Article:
By Corinne Love
By Corinne Love
MTV has come a long way in its 25-year span of showing music videos and music video programming.
It used to show music videos, the Real World, Beavis & Butthead, and the news with Kurt Loder.
Since those glory days, MTV now shows reality shows, more reality television and movie specials.
What happened to the music?
The music traveled from MTV to other neighboring networks; its rival Fuse, MTV2, MTV International and lastly, MTV University.
MTVU caters to college students, addressing campus issues, politics and activism.
The video jockeys on MTVU are mostly university graduates, which makes it easier to watch them interview musicians, politicians and actors.
For the most part, MTVU seems similar to MTV circa 1990, when it was all about changing the world and breaking barriers.
However, now that the focus from MTV has shifted, the divisions have to pick up where it left off.
In the wake of the dismal Video Music Awards, The Woodie Awards plans to differentiate itself.
The Woodie Awards airing Nov. 2 will showcase up and coming indie acts on (media keyword) the “buzz.”
Past winners of the Woodie include My Chemical Romance, Fall Out Boy, Common, Arcade Fire and the Gorillaz.
All acts, by the way, have earned mainstream media success.
The majority of nominees for the Woodies are generally low key, college radio friendly bands.
While most of the nominees on the list are relatively low on the radar, few have already had mainstream success worldwide and stateside.
The Alumni Woodie, the award for those who have received such critical mainstream success, include Fiona Apple, Red Hot Chili Peppers, Ghostface Killah, Muse and AFI. Does anybody remember Apple’s famous speech at the 1995 Awards?
It’s interesting to see that Muse are considered alumni when just this year, Muse finally had one of its biggest singles in the U.S. for “Knights of Cydonia.”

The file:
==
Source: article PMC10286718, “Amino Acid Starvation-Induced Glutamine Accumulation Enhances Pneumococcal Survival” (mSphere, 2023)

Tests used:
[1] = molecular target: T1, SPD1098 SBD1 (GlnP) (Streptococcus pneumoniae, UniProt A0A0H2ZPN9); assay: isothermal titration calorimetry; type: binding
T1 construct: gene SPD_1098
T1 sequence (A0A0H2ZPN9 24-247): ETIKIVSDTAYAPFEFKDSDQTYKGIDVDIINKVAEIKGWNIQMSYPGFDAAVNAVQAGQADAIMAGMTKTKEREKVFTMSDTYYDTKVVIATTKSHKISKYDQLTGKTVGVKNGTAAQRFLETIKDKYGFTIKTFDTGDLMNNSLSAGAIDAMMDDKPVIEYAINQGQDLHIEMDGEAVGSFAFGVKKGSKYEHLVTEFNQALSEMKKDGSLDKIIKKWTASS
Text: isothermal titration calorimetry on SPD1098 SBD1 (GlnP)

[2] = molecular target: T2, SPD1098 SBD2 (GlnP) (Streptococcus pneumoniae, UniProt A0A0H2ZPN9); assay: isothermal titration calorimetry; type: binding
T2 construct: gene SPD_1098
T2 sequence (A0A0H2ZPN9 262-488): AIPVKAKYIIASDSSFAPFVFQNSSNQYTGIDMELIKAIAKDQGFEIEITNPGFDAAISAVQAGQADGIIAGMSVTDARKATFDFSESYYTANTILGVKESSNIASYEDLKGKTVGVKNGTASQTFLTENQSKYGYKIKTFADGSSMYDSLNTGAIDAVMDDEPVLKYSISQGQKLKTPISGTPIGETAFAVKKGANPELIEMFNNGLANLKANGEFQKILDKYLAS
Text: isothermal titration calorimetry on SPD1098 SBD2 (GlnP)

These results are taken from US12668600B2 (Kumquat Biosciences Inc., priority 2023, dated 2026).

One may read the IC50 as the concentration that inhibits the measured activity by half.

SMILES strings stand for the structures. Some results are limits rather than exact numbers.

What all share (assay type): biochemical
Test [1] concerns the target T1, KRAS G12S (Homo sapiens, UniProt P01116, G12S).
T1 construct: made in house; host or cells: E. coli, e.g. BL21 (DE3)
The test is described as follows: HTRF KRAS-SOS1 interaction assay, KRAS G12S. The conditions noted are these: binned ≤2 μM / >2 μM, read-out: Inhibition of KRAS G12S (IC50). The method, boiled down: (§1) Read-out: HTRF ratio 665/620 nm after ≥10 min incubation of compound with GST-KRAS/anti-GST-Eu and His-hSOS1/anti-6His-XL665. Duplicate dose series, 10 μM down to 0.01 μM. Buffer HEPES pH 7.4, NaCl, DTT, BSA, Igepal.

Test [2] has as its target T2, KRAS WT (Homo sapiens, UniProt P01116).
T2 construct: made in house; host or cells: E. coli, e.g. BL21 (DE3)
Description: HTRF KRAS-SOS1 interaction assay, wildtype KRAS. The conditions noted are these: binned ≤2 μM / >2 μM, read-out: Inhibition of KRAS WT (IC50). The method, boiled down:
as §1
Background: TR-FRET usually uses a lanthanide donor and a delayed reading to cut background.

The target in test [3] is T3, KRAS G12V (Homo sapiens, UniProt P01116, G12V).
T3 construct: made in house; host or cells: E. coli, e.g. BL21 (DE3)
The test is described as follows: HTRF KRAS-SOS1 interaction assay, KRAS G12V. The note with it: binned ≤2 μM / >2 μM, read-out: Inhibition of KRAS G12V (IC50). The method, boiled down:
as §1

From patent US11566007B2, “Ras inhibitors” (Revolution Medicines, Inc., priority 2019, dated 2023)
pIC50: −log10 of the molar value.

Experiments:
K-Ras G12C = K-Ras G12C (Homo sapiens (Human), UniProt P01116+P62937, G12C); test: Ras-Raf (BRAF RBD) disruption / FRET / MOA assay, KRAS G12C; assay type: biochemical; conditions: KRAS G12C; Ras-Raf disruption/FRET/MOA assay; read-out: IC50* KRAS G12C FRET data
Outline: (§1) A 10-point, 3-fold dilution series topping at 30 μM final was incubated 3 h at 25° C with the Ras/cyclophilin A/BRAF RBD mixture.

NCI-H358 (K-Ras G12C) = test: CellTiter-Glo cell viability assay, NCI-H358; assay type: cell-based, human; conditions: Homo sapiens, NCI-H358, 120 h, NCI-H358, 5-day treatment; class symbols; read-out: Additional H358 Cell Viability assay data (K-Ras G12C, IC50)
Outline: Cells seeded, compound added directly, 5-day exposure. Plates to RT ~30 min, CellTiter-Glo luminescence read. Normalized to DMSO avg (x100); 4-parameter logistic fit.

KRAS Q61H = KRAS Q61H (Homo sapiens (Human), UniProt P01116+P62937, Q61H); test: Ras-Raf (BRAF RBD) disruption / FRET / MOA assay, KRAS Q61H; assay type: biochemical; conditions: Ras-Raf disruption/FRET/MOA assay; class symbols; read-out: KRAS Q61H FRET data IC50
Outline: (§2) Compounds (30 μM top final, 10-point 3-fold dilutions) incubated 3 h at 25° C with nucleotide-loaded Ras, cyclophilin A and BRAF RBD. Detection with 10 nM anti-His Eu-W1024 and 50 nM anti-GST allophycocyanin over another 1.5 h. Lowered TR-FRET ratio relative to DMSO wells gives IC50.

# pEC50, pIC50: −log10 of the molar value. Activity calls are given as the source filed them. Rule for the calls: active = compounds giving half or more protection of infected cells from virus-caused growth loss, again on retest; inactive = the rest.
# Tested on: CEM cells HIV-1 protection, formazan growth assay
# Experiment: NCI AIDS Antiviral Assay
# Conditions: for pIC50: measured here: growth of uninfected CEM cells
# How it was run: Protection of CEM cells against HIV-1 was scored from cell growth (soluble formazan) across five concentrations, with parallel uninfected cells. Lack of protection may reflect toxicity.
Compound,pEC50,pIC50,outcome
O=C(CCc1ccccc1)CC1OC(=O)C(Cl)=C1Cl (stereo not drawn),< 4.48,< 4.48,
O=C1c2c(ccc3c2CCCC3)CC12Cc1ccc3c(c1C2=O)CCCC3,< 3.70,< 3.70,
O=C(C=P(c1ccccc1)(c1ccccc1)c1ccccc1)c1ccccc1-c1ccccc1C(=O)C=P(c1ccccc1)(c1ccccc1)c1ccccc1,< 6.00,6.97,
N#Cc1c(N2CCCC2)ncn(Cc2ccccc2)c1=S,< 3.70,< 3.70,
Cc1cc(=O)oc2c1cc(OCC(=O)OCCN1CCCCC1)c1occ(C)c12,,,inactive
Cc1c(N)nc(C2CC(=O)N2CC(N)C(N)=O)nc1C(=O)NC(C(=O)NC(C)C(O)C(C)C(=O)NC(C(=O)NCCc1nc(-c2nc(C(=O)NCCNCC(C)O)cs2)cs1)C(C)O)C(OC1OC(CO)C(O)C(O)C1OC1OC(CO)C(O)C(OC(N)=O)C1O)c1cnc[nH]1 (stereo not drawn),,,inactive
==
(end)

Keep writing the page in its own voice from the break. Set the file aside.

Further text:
The Nominees for Woodie of the year include Angels and Airwaves, Gym Class Heroes, Panic! At the Disco, The Academy Is, and longtime underground hip hop act, Atmosphere.
One of the more interesting awards is for Road Woodie. The Road Woodie is for best live band. Taking Back Sunday, Cartel, Nightmare of You, The Fray and Hellogoodbye are all nominated.
For those looking to the left field of music, there’s an award for that too, the Left Field woodie. Gnarls Barkley, UK rapper Lady Sovereign and Imogen Heap have all received nominations for being different and creative minded.
A unique title to the show is the “Good Woodie” award.
This is awarded to artists who have committed themselves to causes other than selling records and making big budget music videos.
Honorees in this category include Ludacris, System of a Down, Pearl Jam, Juvenile and Rise Against.
The Woodie’s tagline is “the music that you lived your life to…this year,” a clever tagline that acutely portrays what MTV lost years ago, a sense of importance.
As of late, the Video Music Awards have been downright boring. This year’s award show hardly raised eyebrows or ratings.
Furthermore, the awards rarely reflect the demographic of its target audience.
Music awards should reflect the opinion of who buys the music, not some panel of critics who do not share the meaning of the lyrics behind an Atmosphere song, or the hidden meaning in AFI’s “Miss Murder.”
With music sales dropping percent by year, shows like the MTV Woodie are on a quest to restore giddy faith in the networks’ once heralded youth sentiment.
The feeling of seeing your favorite band win for best live performance, or for best animated video is exciting. If the list of nominees are indicative of anything, the Woodies appear promising.
Now if we only knew why they chose to call it the Woodies?